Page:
A giant sky-diving simulator is part of three schemes shortlisted to form a new cultural centre on the prime three-acre development site between Tower Bridge and City Hall, known as Potter’s Field.
It is part of a popular tourist trail on the South Bank. The proposals shortlisted by Southwark council are for a sports museum, a theatre and a
The decision to have a cultural element on this flagship housing development was agreed last year between the council and Berkeley Homes, after five years of rows over how to build on this sought-after spot, which has one of the best views of the river and the Tower of London.
The agreement meant scrapping eight “Dalek” tower blocks of flats. The site is now empty, waiting for Berkeley Homes to start building. The new design, by architects Squire and Partners, includes a single tower to echo the chimney on the nearby Tate Modern. Berkeley Homes will be submitting a revised planning application to Southwark in April. It will not start to market the scheme until next year.
The three finalists are:
The Sportsworld and British Sport Museum
The first museum of its kind in the UK, it is planned to open at the same time as the London 2012 Olympics and will include interactive and educational exhibitions. Proposals include a giant sky-diving simulator, a virtual Tour de France and a series of large video walls to showcase British sport before, during and after the Olympics. The company behind the scheme says it has about £40 million of private money to back the plan.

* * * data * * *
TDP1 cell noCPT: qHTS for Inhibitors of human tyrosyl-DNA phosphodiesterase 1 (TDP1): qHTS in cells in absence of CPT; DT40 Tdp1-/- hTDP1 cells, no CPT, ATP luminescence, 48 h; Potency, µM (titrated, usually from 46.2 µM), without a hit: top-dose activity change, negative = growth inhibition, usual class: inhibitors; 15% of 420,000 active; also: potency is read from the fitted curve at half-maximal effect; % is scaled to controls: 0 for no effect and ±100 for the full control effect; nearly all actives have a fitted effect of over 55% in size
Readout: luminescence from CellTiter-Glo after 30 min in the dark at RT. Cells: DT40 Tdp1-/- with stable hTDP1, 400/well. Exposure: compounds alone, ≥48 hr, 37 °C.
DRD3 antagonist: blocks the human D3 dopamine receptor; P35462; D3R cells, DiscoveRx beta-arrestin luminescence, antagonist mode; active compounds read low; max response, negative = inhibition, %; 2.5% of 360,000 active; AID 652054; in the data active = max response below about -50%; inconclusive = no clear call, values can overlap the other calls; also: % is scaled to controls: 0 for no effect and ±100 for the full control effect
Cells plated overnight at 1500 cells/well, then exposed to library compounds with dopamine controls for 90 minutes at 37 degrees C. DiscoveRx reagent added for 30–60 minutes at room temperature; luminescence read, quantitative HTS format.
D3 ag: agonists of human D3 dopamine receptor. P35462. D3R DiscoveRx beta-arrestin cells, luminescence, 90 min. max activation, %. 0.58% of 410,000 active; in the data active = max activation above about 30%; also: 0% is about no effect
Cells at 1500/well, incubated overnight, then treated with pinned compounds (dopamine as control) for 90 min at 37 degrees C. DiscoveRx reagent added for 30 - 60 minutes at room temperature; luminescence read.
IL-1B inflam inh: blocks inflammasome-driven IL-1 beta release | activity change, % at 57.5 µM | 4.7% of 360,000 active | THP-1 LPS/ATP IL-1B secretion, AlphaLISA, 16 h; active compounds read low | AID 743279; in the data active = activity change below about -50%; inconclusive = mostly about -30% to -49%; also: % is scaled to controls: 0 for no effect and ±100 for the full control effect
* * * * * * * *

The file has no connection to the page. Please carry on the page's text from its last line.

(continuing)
The British Empire and Commonwealth Museum
Currently housed in Bristol, the museum’s collection includes 75,000 artefacts and historic items ranging from film and photographs to costume and art. Exhibits range from Indian land-surveying chains to African poll-tax discs and Burmese grain-measuring baskets. There are numerous photographs taken by imperial explorers. If the museum were to be chosen, it would show 50,000 exhibits inherited from the old Commonwealth Institute in Kensington.
Shunt Artists’ Collective
Shunt is just a stone’s throw away from Potter’s Field in a labyrinth of railway arches under London Bridge station. It is a collective of 10 artists who create large-scale performance events in abandoned or derelict buildings. At £5 million, Shunt’s bid is the lowest but would, it says, allow for a theatre that would be “a truly interactive art centre”.
A Southwark spokesman said a decision was expected in the near future and stressed that there was no preferred option at this stage.